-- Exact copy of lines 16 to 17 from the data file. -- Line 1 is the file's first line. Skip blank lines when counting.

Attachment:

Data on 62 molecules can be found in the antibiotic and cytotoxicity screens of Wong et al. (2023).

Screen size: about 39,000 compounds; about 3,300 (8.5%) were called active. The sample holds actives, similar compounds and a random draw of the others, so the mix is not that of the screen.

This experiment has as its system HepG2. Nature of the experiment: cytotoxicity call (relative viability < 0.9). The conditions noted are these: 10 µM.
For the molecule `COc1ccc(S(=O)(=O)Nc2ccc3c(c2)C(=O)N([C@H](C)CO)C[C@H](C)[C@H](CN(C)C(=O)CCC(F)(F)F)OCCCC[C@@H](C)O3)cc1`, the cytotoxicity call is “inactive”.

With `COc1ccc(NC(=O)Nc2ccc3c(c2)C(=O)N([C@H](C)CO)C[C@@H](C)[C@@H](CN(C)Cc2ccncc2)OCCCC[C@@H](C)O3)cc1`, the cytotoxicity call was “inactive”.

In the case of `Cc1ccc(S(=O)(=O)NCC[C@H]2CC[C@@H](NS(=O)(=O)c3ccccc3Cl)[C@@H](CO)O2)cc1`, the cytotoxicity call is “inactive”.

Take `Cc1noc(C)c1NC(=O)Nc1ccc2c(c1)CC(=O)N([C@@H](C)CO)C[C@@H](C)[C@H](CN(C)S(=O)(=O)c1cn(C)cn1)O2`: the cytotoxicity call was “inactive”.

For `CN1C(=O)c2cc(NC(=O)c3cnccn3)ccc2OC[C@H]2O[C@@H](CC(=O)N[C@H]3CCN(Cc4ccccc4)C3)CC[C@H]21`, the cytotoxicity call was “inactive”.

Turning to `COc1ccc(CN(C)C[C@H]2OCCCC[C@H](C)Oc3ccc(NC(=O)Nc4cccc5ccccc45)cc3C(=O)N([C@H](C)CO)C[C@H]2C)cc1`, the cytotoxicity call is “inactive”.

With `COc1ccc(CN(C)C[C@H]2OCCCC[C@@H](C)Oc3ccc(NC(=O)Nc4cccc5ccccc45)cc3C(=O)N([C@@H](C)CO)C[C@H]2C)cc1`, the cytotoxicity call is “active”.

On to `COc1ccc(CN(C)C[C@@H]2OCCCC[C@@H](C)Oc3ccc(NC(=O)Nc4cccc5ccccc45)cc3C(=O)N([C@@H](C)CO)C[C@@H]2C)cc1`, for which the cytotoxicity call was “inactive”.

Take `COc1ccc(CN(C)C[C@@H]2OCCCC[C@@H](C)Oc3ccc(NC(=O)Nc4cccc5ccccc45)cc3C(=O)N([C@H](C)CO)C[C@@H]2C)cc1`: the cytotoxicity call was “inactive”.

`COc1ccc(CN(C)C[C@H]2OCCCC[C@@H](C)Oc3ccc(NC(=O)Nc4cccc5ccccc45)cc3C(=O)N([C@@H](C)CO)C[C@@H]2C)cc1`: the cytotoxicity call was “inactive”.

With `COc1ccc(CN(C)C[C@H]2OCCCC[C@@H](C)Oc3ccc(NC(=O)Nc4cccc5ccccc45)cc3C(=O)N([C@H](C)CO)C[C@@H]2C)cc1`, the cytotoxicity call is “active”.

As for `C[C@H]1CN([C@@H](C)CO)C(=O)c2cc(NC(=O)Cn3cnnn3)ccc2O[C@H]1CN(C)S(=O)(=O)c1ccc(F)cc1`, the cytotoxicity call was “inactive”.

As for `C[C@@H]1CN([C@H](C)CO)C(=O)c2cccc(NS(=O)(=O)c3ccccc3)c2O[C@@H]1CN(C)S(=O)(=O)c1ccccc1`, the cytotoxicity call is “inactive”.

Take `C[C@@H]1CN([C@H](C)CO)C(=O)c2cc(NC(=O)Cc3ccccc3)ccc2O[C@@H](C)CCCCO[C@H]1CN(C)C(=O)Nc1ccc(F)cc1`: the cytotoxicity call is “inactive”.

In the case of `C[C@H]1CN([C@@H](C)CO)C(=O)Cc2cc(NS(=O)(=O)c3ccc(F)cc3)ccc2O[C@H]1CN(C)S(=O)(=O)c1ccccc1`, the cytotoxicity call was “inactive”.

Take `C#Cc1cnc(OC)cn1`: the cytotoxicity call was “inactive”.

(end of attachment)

As for `C[C@@H]1CN([C@H](C)CO)C(=O)c2cccc(NS(=O)(=O)c3ccccc3)c2O[C@@H]1CN(C)S(=O)(=O)c1ccccc1`, the cytotoxicity call is “inactive”.

Take `C[C@@H]1CN([C@H](C)CO)C(=O)c2cc(NC(=O)Cc3ccccc3)ccc2O[C@@H](C)CCCCO[C@H]1CN(C)C(=O)Nc1ccc(F)cc1`: the cytotoxicity call is “inactive”.